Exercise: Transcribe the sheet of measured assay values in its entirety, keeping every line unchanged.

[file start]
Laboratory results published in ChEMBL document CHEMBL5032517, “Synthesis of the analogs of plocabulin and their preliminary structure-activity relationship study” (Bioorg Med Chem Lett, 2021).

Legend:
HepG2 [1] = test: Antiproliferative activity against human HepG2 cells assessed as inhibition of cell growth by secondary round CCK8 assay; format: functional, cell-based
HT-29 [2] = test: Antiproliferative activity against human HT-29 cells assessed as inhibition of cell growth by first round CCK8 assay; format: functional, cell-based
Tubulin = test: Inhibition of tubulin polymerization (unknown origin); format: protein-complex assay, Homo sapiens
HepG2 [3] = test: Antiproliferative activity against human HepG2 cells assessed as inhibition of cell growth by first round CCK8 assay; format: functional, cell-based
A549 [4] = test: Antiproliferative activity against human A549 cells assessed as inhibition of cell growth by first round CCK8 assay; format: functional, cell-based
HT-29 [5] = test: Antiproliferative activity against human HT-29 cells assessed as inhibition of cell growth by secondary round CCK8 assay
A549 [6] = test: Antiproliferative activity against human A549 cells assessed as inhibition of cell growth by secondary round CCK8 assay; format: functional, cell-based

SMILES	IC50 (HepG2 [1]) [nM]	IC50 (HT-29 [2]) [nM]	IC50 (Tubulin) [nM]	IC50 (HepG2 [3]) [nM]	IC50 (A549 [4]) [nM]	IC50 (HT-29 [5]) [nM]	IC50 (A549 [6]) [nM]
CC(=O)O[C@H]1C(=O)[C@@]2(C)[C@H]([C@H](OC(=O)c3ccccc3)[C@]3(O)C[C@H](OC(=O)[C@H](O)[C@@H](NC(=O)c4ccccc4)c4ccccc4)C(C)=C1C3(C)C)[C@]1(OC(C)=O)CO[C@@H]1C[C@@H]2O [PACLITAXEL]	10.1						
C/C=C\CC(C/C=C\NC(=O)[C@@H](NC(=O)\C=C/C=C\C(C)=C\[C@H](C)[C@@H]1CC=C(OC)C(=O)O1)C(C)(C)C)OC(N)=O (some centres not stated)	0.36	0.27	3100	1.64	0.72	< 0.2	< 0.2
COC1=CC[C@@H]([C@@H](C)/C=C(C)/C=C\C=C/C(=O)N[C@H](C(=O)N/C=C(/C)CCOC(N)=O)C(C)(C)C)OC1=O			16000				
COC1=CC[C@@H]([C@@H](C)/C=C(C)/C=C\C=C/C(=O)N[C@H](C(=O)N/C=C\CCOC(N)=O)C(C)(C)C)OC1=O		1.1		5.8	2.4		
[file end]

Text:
Laboratory results published in ChEMBL document CHEMBL5032517, “Synthesis of the analogs of plocabulin and their preliminary structure-activity relationship study” (Bioorg Med Chem Lett, 2021).

Legend:
HepG2 [1] = test: Antiproliferative activity against human HepG2 cells assessed as inhibition of cell growth by secondary round CCK8 assay; format: functional, cell-based
HT-29 [2] = test: Antiproliferative activity against human HT-29 cells assessed as inhibition of cell growth by first round CCK8 assay; format: functional, cell-based
Tubulin = test: Inhibition of tubulin polymerization (unknown origin); format: protein-complex assay, Homo sapiens
HepG2 [3] = test: Antiproliferative activity against human HepG2 cells assessed as inhibition of cell growth by first round CCK8 assay; format: functional, cell-based
A549 [4] = test: Antiproliferative activity against human A549 cells assessed as inhibition of cell growth by first round CCK8 assay; format: functional, cell-based
HT-29 [5] = test: Antiproliferative activity against human HT-29 cells assessed as inhibition of cell growth by secondary round CCK8 assay
A549 [6] = test: Antiproliferative activity against human A549 cells assessed as inhibition of cell growth by secondary round CCK8 assay; format: functional, cell-based

SMILES	IC50 (HepG2 [1]) [nM]	IC50 (HT-29 [2]) [nM]	IC50 (Tubulin) [nM]	IC50 (HepG2 [3]) [nM]	IC50 (A549 [4]) [nM]	IC50 (HT-29 [5]) [nM]	IC50 (A549 [6]) [nM]
CC(=O)O[C@H]1C(=O)[C@@]2(C)[C@H]([C@H](OC(=O)c3ccccc3)[C@]3(O)C[C@H](OC(=O)[C@H](O)[C@@H](NC(=O)c4ccccc4)c4ccccc4)C(C)=C1C3(C)C)[C@]1(OC(C)=O)CO[C@@H]1C[C@@H]2O [PACLITAXEL]	10.1						
C/C=C\CC(C/C=C\NC(=O)[C@@H](NC(=O)\C=C/C=C\C(C)=C\[C@H](C)[C@@H]1CC=C(OC)C(=O)O1)C(C)(C)C)OC(N)=O (some centres not stated)	0.36	0.27	3100	1.64	0.72	< 0.2	< 0.2
COC1=CC[C@@H]([C@@H](C)/C=C(C)/C=C\C=C/C(=O)N[C@H](C(=O)N/C=C(/C)CCOC(N)=O)C(C)(C)C)OC1=O			16000				
COC1=CC[C@@H]([C@@H](C)/C=C(C)/C=C\C=C/C(=O)N[C@H](C(=O)N/C=C\CCOC(N)=O)C(C)(C)C)OC1=O		1.1		5.8	2.4		